A Different Kind of Seeing

Spring in the Adirondacks is a loose concept, a fickle time, wherein anything is possible.  Biting winds and wet snow give way overnight to bright warm sunshine, temping us to tuck away those layers and shovels, only to be greeted the next morning by sheets of ice and slushy sidewalks.  

And while we might not be able to decide what to wear on any given day, there is a grander picture surrounding us.  Also at the mercy of this roller coaster of weather sits a landscape struggling to wake up from its winters rest.  Fields begin to wake up, ice retreats leaving vast planes of glassy slate blue water and little bulbs bravely shoot up through the cold soil in search of sunshine.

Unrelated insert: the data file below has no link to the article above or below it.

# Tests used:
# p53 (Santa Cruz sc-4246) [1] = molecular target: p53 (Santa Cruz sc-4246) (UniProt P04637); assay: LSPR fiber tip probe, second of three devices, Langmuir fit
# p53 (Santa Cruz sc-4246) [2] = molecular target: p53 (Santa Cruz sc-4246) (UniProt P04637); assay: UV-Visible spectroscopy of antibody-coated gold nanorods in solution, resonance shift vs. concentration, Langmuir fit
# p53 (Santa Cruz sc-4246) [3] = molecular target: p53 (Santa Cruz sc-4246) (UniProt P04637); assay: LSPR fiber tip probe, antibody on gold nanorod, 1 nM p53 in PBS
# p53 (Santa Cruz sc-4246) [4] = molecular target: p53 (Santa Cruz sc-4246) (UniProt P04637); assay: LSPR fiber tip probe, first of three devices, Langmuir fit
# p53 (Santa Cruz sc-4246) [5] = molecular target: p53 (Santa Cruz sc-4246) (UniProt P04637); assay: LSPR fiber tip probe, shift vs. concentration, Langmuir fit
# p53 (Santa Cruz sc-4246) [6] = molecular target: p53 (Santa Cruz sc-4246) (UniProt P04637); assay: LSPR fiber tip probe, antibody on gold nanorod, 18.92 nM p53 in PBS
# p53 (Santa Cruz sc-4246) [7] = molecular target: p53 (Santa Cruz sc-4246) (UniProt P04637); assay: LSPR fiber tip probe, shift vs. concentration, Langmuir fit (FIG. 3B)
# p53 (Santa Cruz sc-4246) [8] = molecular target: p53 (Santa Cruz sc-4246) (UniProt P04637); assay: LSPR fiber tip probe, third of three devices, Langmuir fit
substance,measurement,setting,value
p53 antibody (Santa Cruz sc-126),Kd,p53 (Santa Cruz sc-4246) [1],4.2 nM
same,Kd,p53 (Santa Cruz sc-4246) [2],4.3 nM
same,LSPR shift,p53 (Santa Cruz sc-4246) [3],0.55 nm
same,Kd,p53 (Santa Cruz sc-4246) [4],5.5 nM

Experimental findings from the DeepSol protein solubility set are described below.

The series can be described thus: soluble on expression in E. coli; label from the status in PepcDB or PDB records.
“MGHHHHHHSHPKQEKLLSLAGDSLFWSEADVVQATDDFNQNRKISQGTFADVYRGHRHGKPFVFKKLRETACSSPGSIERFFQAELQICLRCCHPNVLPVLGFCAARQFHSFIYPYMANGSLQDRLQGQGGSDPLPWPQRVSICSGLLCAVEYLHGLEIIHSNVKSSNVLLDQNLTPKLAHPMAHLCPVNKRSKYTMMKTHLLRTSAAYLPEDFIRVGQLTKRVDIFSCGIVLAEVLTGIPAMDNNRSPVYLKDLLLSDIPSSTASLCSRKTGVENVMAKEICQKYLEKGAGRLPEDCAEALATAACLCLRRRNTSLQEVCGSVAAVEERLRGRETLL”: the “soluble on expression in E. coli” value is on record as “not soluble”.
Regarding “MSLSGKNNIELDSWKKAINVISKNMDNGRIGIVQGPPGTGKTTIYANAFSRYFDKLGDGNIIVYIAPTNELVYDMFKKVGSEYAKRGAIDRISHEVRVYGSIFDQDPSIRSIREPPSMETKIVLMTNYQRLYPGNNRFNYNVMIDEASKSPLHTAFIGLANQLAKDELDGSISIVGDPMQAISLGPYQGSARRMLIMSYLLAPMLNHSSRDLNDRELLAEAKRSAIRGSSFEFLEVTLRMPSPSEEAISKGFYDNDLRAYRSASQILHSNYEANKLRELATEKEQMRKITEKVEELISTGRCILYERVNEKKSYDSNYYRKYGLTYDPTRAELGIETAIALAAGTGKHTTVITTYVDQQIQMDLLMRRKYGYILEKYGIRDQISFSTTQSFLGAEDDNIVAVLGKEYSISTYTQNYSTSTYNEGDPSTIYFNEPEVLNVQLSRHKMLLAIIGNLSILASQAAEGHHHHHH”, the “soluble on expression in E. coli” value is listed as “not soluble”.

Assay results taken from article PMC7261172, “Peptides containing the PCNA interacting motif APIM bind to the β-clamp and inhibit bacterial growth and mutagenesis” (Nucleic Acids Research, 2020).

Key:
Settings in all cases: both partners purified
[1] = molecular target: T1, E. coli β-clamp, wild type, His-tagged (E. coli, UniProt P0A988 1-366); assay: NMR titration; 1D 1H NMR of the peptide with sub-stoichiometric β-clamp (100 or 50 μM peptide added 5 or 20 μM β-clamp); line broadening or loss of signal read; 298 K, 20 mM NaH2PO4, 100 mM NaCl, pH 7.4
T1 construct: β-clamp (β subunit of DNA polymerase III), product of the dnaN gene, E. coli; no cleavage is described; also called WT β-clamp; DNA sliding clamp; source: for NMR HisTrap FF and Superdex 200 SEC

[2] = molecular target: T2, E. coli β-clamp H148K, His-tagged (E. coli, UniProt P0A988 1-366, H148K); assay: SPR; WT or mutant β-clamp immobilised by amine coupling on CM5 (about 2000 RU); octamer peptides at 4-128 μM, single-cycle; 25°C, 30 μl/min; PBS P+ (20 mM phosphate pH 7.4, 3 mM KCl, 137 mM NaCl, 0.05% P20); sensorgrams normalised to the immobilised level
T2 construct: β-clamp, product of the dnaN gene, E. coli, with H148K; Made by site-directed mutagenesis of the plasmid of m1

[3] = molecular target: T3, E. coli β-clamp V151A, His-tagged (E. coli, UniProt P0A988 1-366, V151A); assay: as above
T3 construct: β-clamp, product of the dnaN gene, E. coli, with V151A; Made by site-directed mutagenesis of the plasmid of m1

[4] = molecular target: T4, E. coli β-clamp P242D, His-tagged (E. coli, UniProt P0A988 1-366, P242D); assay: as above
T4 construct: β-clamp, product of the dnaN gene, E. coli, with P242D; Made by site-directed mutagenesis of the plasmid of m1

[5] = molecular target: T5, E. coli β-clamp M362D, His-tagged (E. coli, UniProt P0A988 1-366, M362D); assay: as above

This world between seasons is a playground of tones and textures.  I am seeing more in black and white, looking for tonal shifts and light variations.  Therein lies a feeling that when you strip a moment down, remove the extraneous color data and look into its core, the message feels simpler.  Direct.  

It's not just the landscape struggling this time of year.  We humans are yearning for the warmth, the light, the awakening.  And sometimes a patch of sunlight is just the comfort we need.